A TV assignment, two books, a life-long love affair and five kids
HANK PHILLIPPI RYAN: I absolutely cannot wait for you to read this post.
I mean, I could gush about Linda Hurtado Bond, and her skills, and her exploits, and her passion, and her humor, and her talent. But you will get all of that from this post. And MORE!
And I'll be back at the end. To join in your applause.
I mean--aren't you hooked by the title alone?
How an assignment to Cuba as a TV Journalist, during the meeting of Pope John Paul II and Fidel Castro, inspired two books, a life-long love affair, five kids and a few of my favorite recipes
By Linda Hurtado Bond
My first assignment outside of the United States came decades ago, when Cuba’s Fidel Castro invited Pope John Paul the second to Cuba for a meeting. I worked for the ABC station in Tampa at the time. The Bay area is home to a large and politically active Cuban American Community. Many fled Castro’s revolution, settling in Tampa, and had not been back to their homeland in over 30 years. Not by choice.
Assigned by my TV station to make the trip with a group affiliated with a local Catholic Church, I chose to do a story on a family with five sons. Only two of the five decided to make the trip to Cuba with their parents. Those two wanted to see the island through their parents eyes before their parents died and both feared – with restrictions on travel – this might be their only chance. The other three brothers refused to go to Cuba as long as Castro still ruled. They blamed Castro for forcing their parents to flee with nothing but the clothes on their backs. They blamed Castro for their parent’s struggled to provide for five boys in a new world, not knowing the English language.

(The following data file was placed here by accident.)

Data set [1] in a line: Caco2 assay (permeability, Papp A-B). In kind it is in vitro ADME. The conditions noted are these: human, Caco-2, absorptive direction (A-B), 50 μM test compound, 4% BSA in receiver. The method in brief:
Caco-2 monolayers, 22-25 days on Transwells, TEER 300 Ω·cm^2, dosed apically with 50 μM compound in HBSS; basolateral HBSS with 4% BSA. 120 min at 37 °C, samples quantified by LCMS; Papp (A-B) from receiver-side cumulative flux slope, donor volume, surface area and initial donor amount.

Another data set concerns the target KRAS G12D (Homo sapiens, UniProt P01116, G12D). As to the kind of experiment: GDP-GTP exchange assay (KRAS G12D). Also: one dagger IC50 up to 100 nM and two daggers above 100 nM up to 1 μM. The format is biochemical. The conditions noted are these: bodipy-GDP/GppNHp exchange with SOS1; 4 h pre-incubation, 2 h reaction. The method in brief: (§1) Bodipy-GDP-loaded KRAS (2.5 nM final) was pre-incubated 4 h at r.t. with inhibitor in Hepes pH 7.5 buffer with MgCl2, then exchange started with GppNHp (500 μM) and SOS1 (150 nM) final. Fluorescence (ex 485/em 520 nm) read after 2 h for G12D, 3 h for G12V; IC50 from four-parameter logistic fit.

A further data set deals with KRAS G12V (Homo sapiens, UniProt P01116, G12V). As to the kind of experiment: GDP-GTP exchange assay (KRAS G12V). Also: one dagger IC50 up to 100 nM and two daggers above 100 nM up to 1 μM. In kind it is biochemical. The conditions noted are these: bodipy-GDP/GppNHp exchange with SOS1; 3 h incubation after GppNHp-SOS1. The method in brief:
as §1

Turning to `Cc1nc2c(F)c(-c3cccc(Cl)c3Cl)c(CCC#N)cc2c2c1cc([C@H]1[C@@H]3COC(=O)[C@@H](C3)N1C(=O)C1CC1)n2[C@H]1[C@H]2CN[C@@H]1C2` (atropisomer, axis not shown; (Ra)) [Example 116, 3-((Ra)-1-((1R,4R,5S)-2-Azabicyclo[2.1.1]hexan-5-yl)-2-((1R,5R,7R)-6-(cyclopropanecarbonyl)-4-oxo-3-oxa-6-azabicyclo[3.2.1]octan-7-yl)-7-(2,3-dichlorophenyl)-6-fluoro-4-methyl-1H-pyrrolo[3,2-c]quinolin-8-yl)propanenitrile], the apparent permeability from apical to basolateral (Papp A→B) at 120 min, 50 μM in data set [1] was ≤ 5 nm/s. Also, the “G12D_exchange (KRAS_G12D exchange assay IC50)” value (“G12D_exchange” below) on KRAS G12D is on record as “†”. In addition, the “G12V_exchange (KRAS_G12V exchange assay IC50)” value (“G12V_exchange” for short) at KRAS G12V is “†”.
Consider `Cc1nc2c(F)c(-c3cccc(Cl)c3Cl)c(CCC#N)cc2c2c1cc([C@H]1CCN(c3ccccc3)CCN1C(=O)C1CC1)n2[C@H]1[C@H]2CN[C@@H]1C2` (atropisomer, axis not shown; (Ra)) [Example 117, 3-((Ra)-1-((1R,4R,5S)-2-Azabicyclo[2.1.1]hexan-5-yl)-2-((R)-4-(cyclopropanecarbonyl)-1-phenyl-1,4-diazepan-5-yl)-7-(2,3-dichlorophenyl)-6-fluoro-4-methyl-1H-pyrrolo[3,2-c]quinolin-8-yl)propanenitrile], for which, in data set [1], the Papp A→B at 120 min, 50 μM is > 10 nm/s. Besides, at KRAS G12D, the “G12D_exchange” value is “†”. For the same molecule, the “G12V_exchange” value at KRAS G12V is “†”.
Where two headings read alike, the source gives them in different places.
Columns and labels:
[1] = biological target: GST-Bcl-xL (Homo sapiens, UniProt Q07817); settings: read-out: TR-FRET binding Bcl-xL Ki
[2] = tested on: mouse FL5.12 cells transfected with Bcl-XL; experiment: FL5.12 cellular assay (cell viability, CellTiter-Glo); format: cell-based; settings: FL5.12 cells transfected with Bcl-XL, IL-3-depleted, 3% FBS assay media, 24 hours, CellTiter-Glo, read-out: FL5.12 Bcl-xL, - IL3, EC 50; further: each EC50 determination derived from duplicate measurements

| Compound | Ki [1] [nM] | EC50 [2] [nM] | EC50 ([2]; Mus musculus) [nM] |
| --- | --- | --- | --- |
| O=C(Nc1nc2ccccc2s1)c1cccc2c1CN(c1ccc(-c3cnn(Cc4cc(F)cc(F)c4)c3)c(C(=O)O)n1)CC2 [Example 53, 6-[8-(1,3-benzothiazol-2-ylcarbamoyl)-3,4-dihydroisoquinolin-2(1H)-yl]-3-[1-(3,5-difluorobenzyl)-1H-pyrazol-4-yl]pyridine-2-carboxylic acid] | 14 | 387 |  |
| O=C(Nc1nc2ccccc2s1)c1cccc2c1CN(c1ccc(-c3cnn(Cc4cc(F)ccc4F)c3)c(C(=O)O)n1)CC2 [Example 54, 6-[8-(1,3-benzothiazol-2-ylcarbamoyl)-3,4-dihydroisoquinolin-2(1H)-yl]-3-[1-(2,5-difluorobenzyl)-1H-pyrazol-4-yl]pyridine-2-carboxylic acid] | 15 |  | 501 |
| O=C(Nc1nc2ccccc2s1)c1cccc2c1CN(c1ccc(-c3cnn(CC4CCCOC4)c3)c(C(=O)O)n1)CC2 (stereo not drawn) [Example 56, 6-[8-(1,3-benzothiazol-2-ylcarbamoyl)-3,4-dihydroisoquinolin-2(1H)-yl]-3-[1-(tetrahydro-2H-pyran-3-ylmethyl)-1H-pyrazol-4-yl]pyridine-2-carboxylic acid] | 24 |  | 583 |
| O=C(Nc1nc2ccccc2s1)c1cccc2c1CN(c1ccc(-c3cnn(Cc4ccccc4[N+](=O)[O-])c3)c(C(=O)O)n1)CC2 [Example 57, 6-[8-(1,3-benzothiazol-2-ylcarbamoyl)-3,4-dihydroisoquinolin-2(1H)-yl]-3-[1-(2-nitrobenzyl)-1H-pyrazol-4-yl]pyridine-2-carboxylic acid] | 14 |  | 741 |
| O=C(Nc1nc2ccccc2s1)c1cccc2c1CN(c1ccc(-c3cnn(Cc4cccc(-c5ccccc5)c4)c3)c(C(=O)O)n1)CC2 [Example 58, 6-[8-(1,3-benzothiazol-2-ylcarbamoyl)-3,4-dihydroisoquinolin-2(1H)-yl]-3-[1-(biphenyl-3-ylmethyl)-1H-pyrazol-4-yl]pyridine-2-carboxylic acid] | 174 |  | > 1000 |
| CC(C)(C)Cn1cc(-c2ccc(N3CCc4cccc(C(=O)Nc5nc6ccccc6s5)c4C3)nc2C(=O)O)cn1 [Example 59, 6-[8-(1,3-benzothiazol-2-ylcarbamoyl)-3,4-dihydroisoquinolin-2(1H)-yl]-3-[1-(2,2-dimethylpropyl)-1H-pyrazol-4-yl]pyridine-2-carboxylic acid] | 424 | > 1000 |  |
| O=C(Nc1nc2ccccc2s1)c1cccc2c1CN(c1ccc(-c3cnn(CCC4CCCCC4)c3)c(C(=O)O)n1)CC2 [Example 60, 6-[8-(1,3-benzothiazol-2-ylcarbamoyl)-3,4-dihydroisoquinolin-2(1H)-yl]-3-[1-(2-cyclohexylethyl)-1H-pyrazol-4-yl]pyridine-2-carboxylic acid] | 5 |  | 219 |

While interviewing Juan and Josefina Figueredo about this historic trip back to Cuba and their past, both began to cry. Juan cried while recounting his decision to leave his home country, so his children had the freedom to practice the Catholic religion. Josefina cried while describing the moment she hugged her father for the last time, knowing she would never see him again.
One of their sons, Jorge, stopped the interview and began to chastise me because I made his parents cry. I thought, “The nerve of him. This is my job, and this story is heartfelt and compelling. It needs to be told.” I ignored his resistance and finished my interview. He glared at me the whole time.
Ours was a true enemies-to-lovers romance. 😊
Traveling to Cuba on that assignment, our first stop was to the farm outside of Havana owned by a relative of Jorge’s. When we got there, and the matriarch realized Victor, Jorge’s older brother, was among the group, she broke down and sobbed. Then she went into her bedroom and pulled out a shirt from under her mattress. It was a little red shirt and it had been perfectly pressed and preserved. She took that little red shirt off of Victor on the last day he’d been at her house. She’d taken care of Victor for months while another one of Jorge’s brothers had been sick. The matriarch kept that shirt for 30 years, praying she’d see the baby, Victico, again before she died.
That moment brought both me and Jorge to tears. And when I saw how moved Jorge was, and how deeply he loved his Cuban family, something inside me shifted. I began to see this adversary in a different way. If he could love these relatives, that he’d never met before, imagine how he would love his own family!
After that trip to Cuba, Jorge’s mother would invite me over to dinner. She knew I’d lost my own mother to breast cancer. I loved those dinners, especially when her handsome son, Jorge, would show up. He showed up a lot.